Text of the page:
23. With the paint removed, you will be able to determine the severity of the corrosion and decide whether to replace the whole panel, if possible, or repair the affected area. New body panels are not as expensive as most people think and it is often quicker to install a new panel than to repair large areas of rust.

24. Remove all trim pieces from the affected area except those which will act as a guide to the original shape of the damaged body, such as headlight shells, etc. Using metal snips or a hacksaw blade, remove all loose metal and any other metal that is badly affected by rust. Hammer the edges of the hole in to create a slight depression for the filler material.

25. Wire-brush the affected area to remove the powdery rust from the surface of the metal. If the back of the rusted area is accessible, treat it with rust inhibiting paint.

26. Before filling is done, block the hole in some way. This can be done with sheet metal riveted or screwed into place, or by stuffing the hole with wire mesh.

27. Once the hole is blocked off, the affected area can be filled and painted. See the following subsection on filling and painting.

Filling and painting

28. Many types of body fillers are available, but generally speaking, body repair kits which contain filler paste and a tube of resin hardener are best for this type of repair work. A wide, flexible plastic or nylon applicator will be necessary for imparting a smooth and contoured finish to the surface of the filler material. Mix up a small amount of filler on a clean piece of wood or cardboard (use the hardener sparingly). Follow the manufacturer’s instructions on the package, otherwise the filler will set incorrectly.

29. Using the applicator, apply the filler paste to the prepared area. Draw the applicator across the surface of the filler to achieve the desired contour and to level the filler surface. As soon as a contour that approximates the original one is achieved, stop working the paste. If you continue, the paste will begin to stick to the applicator. Continue to add thin layers of paste at 20-minute intervals until the level of the filler is just above the surrounding metal.

30. Once the filler has hardened, the excess can be removed with a body file. From then on, progressively finer grades of sandpaper should be used, starting with a 180-grit paper and finishing with 600-grit wet-or-dry paper. Always wrap the sandpaper around a flat rubber or wooden block, otherwise the surface of the filler will not be completely flat. During the sanding of the filler surface, the wet-or-dry paper should be periodically rinsed in water. This will ensure that a very smooth finish is produced in the final stage.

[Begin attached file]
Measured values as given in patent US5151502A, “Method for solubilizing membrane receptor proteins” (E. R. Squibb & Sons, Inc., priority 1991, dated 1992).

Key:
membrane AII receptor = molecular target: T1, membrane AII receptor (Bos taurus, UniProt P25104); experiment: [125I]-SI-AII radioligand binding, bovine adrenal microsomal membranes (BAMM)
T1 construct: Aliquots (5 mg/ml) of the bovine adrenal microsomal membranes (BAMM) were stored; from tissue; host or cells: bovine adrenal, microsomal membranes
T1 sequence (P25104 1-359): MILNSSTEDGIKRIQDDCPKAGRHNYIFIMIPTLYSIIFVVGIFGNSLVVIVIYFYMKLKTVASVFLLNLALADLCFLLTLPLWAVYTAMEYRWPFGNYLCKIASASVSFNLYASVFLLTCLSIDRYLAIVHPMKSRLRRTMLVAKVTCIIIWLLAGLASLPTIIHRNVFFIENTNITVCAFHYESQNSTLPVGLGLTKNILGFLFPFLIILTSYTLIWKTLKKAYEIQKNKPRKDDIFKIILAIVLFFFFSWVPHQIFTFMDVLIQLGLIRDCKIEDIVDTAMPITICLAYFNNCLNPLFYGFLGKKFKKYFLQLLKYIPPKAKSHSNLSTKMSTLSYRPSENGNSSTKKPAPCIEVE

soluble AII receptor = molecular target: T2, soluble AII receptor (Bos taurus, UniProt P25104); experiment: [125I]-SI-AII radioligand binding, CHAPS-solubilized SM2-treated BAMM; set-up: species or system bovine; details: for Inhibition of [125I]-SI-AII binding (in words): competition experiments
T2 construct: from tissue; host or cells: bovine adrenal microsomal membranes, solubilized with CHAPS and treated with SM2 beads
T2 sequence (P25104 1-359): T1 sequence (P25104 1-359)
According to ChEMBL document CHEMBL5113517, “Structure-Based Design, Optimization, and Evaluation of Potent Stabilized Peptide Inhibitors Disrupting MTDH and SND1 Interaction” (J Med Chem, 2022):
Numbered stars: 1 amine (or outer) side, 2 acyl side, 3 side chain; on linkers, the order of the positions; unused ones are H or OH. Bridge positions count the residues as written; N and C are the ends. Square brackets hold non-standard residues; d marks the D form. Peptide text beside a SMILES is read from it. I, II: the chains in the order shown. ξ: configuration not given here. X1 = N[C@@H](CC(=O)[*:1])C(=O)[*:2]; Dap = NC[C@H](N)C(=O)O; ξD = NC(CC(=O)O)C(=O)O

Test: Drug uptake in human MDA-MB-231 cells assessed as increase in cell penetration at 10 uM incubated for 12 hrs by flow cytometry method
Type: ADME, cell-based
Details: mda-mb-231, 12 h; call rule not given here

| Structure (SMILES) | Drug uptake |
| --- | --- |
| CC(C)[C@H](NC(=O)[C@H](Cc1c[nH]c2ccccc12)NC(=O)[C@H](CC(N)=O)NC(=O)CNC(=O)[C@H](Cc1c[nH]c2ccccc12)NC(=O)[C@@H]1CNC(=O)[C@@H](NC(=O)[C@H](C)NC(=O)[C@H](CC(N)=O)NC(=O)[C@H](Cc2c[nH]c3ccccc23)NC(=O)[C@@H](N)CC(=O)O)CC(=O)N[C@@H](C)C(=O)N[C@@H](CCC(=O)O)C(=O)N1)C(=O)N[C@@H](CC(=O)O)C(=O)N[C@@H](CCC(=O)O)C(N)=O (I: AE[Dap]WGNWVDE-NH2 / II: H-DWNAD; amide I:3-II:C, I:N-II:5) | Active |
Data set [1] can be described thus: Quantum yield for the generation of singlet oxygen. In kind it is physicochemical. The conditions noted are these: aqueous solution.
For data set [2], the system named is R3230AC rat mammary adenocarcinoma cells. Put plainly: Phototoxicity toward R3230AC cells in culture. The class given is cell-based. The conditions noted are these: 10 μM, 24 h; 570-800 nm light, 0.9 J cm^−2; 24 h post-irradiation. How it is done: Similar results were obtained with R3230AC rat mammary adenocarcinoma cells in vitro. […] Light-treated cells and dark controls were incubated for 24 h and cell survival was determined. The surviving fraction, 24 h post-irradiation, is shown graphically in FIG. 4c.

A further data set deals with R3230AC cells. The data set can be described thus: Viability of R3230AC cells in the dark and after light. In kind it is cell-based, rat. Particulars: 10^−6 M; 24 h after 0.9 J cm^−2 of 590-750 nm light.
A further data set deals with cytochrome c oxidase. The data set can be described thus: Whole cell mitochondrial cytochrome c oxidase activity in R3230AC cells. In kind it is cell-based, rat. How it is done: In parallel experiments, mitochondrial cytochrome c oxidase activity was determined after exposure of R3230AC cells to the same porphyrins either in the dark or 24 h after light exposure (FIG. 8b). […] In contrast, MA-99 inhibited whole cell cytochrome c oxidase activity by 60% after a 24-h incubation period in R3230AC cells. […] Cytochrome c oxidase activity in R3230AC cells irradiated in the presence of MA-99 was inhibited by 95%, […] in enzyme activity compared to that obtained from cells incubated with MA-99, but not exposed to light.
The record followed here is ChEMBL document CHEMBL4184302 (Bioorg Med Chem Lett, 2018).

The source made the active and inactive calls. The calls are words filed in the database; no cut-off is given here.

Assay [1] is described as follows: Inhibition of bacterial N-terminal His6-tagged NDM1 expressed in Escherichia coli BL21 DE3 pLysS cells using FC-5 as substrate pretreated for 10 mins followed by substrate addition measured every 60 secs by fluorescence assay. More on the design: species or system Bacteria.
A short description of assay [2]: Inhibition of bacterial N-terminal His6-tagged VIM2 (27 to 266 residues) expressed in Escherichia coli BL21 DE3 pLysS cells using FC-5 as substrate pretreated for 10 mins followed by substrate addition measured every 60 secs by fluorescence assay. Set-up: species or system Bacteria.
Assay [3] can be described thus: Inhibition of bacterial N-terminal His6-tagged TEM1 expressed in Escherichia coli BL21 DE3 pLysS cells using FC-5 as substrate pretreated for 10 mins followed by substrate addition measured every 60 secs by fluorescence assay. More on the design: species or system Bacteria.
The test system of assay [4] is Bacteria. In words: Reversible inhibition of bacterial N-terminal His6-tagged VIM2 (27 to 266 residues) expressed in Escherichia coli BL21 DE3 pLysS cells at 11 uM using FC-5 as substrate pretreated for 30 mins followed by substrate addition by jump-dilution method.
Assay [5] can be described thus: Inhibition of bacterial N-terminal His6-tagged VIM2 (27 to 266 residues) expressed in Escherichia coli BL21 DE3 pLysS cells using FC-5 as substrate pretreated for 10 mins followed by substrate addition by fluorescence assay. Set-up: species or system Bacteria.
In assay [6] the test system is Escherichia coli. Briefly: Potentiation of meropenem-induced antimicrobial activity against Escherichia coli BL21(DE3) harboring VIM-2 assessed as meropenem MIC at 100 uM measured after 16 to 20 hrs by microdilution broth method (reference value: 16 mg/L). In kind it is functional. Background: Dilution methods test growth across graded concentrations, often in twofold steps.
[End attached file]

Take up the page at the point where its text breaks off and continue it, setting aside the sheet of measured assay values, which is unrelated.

31. At this point, the repair area should be surrounded by a ring of bare metal, which in turn should be encircled by the finely feathered edge of good paint. Rinse the repair area with clean water until all of the dust produced by the sanding operation is gone.

32. Spray the entire area with a light coat of primer. This will reveal any imperfections in the surface of the filler. Repair the imperfections with fresh filler paste or glaze filler and once smoother the surface with sandpaper. Repeat this spray-and-repair procedure until you are satisfied that the surface of the filler and the feathered edge of the paint are perfect. Rinse the area with clean water and allow it to dry completely.

33. The repair area is now ready for painting. Spray painting must be carried out in a warm, dry, windless and dust free atmosphere. These conditions can be created if you have access to a large indoor work area, but if you are forced to work in the open, you will have to pick the day very carefully. If you are working indoors, dousing the floor in the work area with water will help settle the dust that would otherwise be in the air. If the repair area is confined to one body panel, mask off the surrounding panels. This will help minimize the effects of a slight mismatch in paint color. Trim pieces such as chrome strips, door handles, etc., will also need to be masked off or removedё Use masking tape and several thickness of newspaper for the masking operationsё

34. Before spraying, shake the paint can thoroughly, then spray a test area until the spray-painting technique is mastered. Cover the repair area with a thick coat of primer. The thickness should be built up using several thin layers of primer rather than one thick one. Using 600-grit wet-or-dry sandpaper, rub down the surface of the primer until it is very smooth. While doing this, the work area should be thoroughly rinsed with water and the wet-or-dry sandpaper periodically rinsed as well. Allow the primer to dry before spraying additional coats.

35. Spray on the top coat, again building up the thickness by using several thin layers of paint. Begin spraying in the center of the repair area and then, using a circular motion, work out until the whole repair area and about two inches of the surrounding original paint is covered. Remove all masking material 10 to 15 minutes after spraying on the final coat of paint. Allow the new paint at least two weeks to harden, then use a very fine rubbing compound to blend the edges of the new paint into the existing paint. Finally, apply a coat of wax